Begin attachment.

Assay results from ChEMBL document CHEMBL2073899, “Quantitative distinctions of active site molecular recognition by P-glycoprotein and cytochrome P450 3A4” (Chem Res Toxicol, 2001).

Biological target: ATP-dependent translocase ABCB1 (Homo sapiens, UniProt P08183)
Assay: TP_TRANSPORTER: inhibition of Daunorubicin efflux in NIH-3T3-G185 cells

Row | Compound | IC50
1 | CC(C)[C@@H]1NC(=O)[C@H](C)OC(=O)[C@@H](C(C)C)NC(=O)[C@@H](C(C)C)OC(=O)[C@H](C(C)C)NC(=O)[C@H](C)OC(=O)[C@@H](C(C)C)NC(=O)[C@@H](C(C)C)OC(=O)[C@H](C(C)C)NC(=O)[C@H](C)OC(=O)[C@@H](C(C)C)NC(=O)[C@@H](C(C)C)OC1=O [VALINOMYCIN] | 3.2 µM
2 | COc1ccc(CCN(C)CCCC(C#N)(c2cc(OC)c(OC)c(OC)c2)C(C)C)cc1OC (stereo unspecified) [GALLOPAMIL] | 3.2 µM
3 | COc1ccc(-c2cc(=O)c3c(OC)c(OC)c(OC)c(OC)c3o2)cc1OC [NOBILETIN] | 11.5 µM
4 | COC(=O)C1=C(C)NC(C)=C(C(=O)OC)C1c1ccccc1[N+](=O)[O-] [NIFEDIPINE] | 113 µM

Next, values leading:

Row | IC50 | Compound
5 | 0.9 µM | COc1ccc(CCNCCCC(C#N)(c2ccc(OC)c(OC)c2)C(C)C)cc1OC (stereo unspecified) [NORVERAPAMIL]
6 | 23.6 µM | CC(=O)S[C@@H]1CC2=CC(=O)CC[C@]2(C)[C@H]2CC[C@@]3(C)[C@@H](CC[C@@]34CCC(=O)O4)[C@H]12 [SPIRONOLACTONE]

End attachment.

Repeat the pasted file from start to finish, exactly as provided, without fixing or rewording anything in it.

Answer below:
Assay results from ChEMBL document CHEMBL2073899, “Quantitative distinctions of active site molecular recognition by P-glycoprotein and cytochrome P450 3A4” (Chem Res Toxicol, 2001).

Biological target: ATP-dependent translocase ABCB1 (Homo sapiens, UniProt P08183)
Assay: TP_TRANSPORTER: inhibition of Daunorubicin efflux in NIH-3T3-G185 cells

Row | Compound | IC50
1 | CC(C)[C@@H]1NC(=O)[C@H](C)OC(=O)[C@@H](C(C)C)NC(=O)[C@@H](C(C)C)OC(=O)[C@H](C(C)C)NC(=O)[C@H](C)OC(=O)[C@@H](C(C)C)NC(=O)[C@@H](C(C)C)OC(=O)[C@H](C(C)C)NC(=O)[C@H](C)OC(=O)[C@@H](C(C)C)NC(=O)[C@@H](C(C)C)OC1=O [VALINOMYCIN] | 3.2 µM
2 | COc1ccc(CCN(C)CCCC(C#N)(c2cc(OC)c(OC)c(OC)c2)C(C)C)cc1OC (stereo unspecified) [GALLOPAMIL] | 3.2 µM
3 | COc1ccc(-c2cc(=O)c3c(OC)c(OC)c(OC)c(OC)c3o2)cc1OC [NOBILETIN] | 11.5 µM
4 | COC(=O)C1=C(C)NC(C)=C(C(=O)OC)C1c1ccccc1[N+](=O)[O-] [NIFEDIPINE] | 113 µM

Next, values leading:

Row | IC50 | Compound
5 | 0.9 µM | COc1ccc(CCNCCCC(C#N)(c2ccc(OC)c(OC)c2)C(C)C)cc1OC (stereo unspecified) [NORVERAPAMIL]
6 | 23.6 µM | CC(=O)S[C@@H]1CC2=CC(=O)CC[C@]2(C)[C@H]2CC[C@@]3(C)[C@@H](CC[C@@]34CCC(=O)O4)[C@H]12 [SPIRONOLACTONE]